At the same time Adolf Hitler was attempting to take over the western world, his armies were methodically seeking and hoarding the finest art treasures in Europe. The Fuehrer had begun cataloguing the art he planned to collect as well as the art he would destroy: "degenerate" works he despised. In a race against time, behind enemy lines, often unarmed, a special force of American and British museum directors, curators, art historians, and others, called the Monuments Men, risked their lives scouring Europe to prevent the destruction of thousands of years of culture. Focusing on the eleven-month period between D-Day and V-E Day, this fascinating account follows six Monuments Men and their impossible mission to save the world's great art from the Nazis.

It's the book the movie was based on. I really wanted to see the move, but couldn't get past my dislike of movies with George Clooney and/or Matt Damon.
A note about the movie: Among those leaked e-mails from Sony studios was one from Clooney (who directed as well as acted) apologizing for the movie not doing very well. My brother saw it on one of those "entertainment news" shows where they tried to make it seem like it was a bad thing, but my brother said: "If anything, it makes him seem like an even nicer guy than you hear about. that whole "gentleman George" thing,"

The book was interesting, if long & is one of those forgotten stories of World War 2 that more people should know about it. To that end, they have an official site about the real men (& women) behind the story. And there's a monuments men foundation to help preserve art that is in danger from armed conflicts today. they are also looking for info on missing cultural objects from WW2 & other wars.

I've read several books about little known or forgotten people & stories of WW2 & am convinced that if a movie studio just did movies about them, they could put out movies for at least a decade.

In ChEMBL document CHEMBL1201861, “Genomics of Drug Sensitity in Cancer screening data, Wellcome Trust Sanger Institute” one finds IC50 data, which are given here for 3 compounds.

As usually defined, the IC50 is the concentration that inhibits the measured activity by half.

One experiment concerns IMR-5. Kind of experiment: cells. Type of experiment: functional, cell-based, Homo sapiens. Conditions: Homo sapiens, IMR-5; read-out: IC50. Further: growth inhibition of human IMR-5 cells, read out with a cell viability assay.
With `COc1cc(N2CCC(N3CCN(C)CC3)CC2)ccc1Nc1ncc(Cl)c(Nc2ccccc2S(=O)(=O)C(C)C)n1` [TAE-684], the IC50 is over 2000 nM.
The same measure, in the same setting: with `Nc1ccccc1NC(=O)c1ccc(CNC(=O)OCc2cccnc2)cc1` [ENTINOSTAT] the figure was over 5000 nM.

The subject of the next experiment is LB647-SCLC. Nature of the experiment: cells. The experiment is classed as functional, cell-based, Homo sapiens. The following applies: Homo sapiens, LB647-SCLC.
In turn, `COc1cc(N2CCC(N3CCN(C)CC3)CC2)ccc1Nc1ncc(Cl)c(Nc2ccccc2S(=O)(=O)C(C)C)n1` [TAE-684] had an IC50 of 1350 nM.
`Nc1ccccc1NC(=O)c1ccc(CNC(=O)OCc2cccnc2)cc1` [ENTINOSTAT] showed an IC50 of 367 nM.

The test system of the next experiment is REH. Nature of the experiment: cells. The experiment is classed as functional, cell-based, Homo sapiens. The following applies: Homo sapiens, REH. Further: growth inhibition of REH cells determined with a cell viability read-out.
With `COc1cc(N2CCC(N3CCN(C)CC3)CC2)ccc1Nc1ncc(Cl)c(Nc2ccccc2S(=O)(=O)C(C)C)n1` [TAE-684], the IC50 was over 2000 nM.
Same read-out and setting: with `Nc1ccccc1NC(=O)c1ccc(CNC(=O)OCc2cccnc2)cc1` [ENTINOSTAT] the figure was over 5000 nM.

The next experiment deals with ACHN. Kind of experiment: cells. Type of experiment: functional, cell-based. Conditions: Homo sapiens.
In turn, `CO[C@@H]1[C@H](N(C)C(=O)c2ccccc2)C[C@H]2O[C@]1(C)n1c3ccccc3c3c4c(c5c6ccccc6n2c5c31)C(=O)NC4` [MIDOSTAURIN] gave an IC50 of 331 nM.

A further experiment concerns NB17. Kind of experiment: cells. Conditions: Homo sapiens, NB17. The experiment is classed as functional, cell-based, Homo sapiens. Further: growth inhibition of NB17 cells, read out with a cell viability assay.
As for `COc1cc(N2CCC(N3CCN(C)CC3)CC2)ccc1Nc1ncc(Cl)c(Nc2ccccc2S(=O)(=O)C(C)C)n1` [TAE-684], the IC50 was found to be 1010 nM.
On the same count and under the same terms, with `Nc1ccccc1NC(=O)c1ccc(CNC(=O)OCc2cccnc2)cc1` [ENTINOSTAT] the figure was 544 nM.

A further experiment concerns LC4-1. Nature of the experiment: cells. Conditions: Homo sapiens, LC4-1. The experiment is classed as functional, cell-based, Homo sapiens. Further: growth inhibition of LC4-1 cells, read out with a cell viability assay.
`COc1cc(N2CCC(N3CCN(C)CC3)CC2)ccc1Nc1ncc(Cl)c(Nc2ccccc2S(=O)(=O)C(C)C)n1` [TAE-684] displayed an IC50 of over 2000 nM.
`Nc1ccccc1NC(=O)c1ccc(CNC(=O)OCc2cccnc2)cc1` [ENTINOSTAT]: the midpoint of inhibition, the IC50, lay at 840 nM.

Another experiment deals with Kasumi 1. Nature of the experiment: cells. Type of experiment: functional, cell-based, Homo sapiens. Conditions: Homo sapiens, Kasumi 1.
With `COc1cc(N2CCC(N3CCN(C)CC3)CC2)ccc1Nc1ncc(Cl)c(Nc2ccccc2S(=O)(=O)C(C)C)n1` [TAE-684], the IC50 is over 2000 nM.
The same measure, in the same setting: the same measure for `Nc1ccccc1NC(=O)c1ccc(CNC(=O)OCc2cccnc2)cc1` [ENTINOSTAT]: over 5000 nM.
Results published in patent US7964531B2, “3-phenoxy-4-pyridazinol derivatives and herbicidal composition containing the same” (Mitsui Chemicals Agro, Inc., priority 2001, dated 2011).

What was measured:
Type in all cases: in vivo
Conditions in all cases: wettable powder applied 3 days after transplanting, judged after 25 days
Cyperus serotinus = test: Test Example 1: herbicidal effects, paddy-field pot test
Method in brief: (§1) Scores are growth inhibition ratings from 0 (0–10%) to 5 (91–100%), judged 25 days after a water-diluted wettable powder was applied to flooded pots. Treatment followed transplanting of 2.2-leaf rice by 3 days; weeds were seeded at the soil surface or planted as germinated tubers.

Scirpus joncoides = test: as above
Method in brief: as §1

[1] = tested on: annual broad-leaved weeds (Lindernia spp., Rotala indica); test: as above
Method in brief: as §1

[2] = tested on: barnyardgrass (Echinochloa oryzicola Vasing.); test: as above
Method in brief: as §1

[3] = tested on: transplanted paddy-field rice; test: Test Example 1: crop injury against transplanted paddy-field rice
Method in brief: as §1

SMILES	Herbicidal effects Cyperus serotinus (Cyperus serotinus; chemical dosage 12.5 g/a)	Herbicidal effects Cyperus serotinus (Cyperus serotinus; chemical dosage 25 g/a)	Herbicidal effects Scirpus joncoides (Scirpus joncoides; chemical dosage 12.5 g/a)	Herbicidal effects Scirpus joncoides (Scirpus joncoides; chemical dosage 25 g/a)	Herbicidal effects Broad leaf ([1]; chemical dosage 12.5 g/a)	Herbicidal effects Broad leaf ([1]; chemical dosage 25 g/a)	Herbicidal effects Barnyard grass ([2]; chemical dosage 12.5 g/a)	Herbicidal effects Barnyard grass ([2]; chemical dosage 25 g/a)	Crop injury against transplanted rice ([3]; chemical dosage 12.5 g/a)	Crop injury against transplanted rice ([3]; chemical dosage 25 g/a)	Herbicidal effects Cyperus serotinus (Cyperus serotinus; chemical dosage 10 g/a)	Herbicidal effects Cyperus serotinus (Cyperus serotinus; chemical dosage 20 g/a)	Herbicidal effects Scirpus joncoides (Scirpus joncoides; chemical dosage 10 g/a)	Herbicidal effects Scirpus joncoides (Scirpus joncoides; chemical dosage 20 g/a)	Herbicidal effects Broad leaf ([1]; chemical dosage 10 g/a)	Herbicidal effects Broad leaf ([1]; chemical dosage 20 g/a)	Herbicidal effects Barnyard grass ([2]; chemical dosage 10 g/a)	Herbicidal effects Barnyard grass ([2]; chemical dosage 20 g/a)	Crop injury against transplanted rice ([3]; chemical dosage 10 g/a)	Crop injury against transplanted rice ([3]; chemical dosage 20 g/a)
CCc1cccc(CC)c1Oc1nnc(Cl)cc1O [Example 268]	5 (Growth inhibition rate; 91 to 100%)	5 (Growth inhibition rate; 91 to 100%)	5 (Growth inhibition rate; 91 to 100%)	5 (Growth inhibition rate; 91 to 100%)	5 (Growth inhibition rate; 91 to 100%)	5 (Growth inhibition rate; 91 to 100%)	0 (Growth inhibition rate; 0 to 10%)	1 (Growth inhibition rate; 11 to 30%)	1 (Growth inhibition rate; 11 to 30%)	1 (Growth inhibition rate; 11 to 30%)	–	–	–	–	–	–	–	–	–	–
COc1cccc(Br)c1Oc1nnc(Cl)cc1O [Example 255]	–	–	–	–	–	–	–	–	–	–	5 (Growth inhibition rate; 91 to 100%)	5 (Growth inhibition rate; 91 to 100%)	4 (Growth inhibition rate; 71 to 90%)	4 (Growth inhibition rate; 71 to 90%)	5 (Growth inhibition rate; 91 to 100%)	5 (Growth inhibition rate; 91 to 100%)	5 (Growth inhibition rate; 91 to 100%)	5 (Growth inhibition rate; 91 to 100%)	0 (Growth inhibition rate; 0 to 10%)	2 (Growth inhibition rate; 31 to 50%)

The Children of Alexandria series has the following premise: Due to the libarian/philosopher/teacher Hypatia mysteriously converting to Christianity after a debate with a mysterious figure, she is able to save the Library of Alexandria and avoid being torn apart by Christian monks. With this significant change in history, magic and magical creatures exist and continue to share a somewhat uneasy existence with the mortal world. (Magic users are accepted by the Hypatian Order, and this version of Christianity is slightly less horrible to non-Christians during this time period. Jews and other non-Christians are still confined in ghettoes but you get the feeling there are fewer pogroms.)


Read this review on Rena's Hub of Random on WordPress.


Summary: Genna Colon desperately wants to escape from a drug-infested world of poverty, and every day she wishes for a different life. One day Genna's wish is granted and she is instantly transported back to Civil War-era Brooklyn.

This is a hard book to read. It deals very intimately with racism and the different forms it takes, small and big, both in the present day and in 1863. The contrast between the two times was well done, showing how much things had changed or not changed, in some cases.

See the review at On The Nightstand.